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Tuesday, 1 November 2011

More and more higher/double income households are drowning in debt

Steady readers of this blog know that the Dutch housing market and the build-up of debt in Dutch households are two of my key interest points.

Last week, in my SMS from Ernst, I already wrote on the deteriorating financial situation of house-owners in The Netherlands, as this was reported by the Dutch Bureau for Credit Registration (BKR). Here is a snippet of this article:

The number of people that suffers from problems with the mortgage payments is soaring. In Q3 2011, more than 40,000 households had an arrears of at least three months. This is disclosed in data from the BKR.

Last weekend (29-30 October 2011), the financial newspaper Het Financieele Dagblad (, wrote an interesting article on the deteriorating financial situation of the higher and double incomes in The Netherlands. Although The Netherlands seemed like a beacon of stability, low unemployment and prosperity until now, something is definitely brewing beneath the waterline. And that something is the unsustainable debt burden that many households have created to maintain their house and their lifestyle.

As this article is in my opinion a must-read, but is unfortunately printed in Dutch, I write an extensive summary of it here :

Becoming unemployed and subsequently getting endebted deeply, being forced to sell the house and to go to a specialized bureau for help with debt problems. It is a haunting image that many people have in their heads every now and then. Especially with the current news messages on bankruptcies in the building and construction industry and the reorganizations that are taking place at large construction companies. And this haunting image is becoming reality more and more often, also for modal and above-modal incomes. Unemployment is already increasing for three months in a row. September 2011 added 17,000 unemployed in The Netherlands, setting the total to 438,000.

The ‘high profiles’; this is the name that unemployed, formerly double income families with a jumbo mortgage receive at the Communal Finance Company of The Hague, ‘This group is growing visibly’, according to a spokeswoman. ‘And the mortgage debt has an increasingly important role in this. People are forced to sell their house and sometimes remain with a residual debt of €100,000+’.

The same is true for the community Zaanstad and region West-Brabant. ‘Where initially excess spending was the cause, the issues are now caused by more complex cases like excessive single-premium assurance policies and mortgage debt, because houses can’t be sold’, according to the community Zaanstad. ‘The crisis changed the profile of the persons who are asking for help’, according to a spokeswoman of the region West-Brabant in Breda. ‘The locked-up housing market causes residual debts of tens of thousands of Euro’s, in case of a forced house sale, due to divorce or unemployment’.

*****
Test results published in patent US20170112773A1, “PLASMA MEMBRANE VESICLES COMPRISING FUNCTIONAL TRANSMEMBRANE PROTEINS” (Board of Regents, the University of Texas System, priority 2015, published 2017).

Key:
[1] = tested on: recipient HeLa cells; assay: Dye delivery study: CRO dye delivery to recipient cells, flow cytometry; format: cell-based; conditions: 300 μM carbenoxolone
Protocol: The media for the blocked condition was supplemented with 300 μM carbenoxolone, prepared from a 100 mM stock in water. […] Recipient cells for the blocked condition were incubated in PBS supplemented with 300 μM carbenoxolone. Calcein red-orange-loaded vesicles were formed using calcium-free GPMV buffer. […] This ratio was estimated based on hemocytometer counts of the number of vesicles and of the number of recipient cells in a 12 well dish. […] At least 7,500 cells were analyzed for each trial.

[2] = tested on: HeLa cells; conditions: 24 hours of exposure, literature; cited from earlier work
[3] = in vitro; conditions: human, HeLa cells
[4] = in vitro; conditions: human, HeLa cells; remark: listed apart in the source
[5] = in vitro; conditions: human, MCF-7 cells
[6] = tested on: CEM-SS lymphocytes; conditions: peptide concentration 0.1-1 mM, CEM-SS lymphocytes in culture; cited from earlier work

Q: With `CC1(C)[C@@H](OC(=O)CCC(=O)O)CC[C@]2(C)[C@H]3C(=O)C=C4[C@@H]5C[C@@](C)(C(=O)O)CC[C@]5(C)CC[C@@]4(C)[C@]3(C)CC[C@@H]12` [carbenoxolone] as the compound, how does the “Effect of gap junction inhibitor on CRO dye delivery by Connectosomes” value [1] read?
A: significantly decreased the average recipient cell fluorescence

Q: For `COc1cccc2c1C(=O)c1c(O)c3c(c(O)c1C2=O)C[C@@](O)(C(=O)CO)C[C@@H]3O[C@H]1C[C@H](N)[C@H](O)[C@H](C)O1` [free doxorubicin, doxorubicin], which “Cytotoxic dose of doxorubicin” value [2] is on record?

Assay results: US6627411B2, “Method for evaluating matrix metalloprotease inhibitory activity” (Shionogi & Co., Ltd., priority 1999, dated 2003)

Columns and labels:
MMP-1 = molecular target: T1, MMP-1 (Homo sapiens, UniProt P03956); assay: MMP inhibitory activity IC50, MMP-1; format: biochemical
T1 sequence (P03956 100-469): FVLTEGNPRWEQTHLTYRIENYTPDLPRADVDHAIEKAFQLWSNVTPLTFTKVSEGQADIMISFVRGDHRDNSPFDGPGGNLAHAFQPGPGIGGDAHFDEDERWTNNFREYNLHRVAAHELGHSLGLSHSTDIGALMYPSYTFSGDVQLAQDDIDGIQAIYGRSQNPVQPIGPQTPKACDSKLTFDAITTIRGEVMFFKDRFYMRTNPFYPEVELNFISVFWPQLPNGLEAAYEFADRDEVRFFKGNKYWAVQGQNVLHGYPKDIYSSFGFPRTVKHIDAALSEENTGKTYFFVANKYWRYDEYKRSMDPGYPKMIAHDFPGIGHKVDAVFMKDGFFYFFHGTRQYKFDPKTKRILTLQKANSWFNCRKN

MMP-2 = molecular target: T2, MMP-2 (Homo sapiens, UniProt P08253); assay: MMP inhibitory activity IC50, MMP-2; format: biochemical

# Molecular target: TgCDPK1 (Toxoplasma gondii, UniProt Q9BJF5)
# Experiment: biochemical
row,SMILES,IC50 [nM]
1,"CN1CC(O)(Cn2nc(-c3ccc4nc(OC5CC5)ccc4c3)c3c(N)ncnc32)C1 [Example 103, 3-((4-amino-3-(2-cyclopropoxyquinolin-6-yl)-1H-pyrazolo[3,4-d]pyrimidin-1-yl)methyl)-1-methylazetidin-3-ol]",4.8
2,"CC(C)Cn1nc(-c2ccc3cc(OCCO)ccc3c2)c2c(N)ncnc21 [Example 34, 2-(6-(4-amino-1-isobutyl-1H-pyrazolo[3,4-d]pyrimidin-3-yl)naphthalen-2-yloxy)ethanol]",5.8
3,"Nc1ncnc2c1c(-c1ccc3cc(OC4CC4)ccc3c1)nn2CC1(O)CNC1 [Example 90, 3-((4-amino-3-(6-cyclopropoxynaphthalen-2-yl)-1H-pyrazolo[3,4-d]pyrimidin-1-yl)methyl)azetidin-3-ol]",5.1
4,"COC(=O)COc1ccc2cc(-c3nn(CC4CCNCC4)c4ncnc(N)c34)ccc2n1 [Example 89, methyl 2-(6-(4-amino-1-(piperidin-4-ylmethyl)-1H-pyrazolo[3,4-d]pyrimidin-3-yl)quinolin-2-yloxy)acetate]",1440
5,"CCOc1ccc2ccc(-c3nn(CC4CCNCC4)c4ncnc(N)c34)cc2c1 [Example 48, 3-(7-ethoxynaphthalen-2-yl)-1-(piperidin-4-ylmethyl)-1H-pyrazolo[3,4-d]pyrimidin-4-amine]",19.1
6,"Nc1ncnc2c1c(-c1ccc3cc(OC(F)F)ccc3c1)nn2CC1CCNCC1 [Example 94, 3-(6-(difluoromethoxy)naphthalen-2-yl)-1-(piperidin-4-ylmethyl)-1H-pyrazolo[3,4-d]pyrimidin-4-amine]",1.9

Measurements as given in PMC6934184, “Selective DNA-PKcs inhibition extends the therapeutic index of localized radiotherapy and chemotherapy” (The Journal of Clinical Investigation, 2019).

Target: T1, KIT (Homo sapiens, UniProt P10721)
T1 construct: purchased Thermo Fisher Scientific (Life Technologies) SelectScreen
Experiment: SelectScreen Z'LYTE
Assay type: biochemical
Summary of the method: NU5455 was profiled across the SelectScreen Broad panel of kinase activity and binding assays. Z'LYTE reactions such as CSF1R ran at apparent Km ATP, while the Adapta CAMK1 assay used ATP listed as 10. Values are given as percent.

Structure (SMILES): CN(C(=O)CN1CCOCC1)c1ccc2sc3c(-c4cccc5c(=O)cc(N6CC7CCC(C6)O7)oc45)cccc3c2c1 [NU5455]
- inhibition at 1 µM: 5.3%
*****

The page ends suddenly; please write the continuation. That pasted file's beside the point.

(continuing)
The image that is sketched by The Hague, Zaanstad and West-Brabant is equal to the country-wide image, according to Joke de Kock, chairman of the Association for Indebtedness Relief and Social Banking (NVVK). More than 85% of the communities is member of this association. De Kock, who is also Head of Indebtedness Relief in Tilburg:’Also modal and above-modal incomes start registering with us, that is very clear. They have problems with their financial products, with their mortgage, with all kinds of financial obligations, or become unemployed. People must accept a lower-wage job, that yields them €500 per month less income. Also the child care subsidy disappears when people become unemployed; this subsidy is for three children about €1000 per month’.

Another factor are credit card problems: ‘people spend with several credit cards until their limit is gone, settle for a pay-back arrangement and subsequently violate this arrangement. After this happened, the credit card company demands the whole debt to be paid back in full. People then don’t have this money available’, according to De Kock.

"People find it very hard ‘to cut their coat according to their cloth'", is De Kock’s experience. ‘When it takes people four months to do so, there are already holes in their budget. And people let expenses increase with their behavior. Not paying one month of mortgage or rent of only €600, costs after only four months already €1400, due to collection fees, verdicts and third party-seizures’.

In 2010, there were 711,000 households with problematic debt, 10% of all households in The Netherlands. More recent data was not available, but signals come from different sides that these data are much higher now, due to the increasing economic malaise.

For instance, in October 2011 the number of households in arrears with their mortgage obligations soared to 45,000 from 37,000 YoY, according to the BKR last Tuesday. These arrears are at least three months. In 2005, this figure was 66% less.

Also the Guarantee fund Owned Houses (WEW) that supplies a guarantee for houseowners that can’t pay their house anymore, signals a doubling of the number of mortgage payments in arrears to 5000, compared to 2010. ‘A substantial increase’, according to managing director Karel Schiffer. These are arrears of at least four months. ‘However, 60% of these cases can be solved by the people themselves, without our help’. The number of forced house sales is stable at 2000 per year, 40 to 45 per week.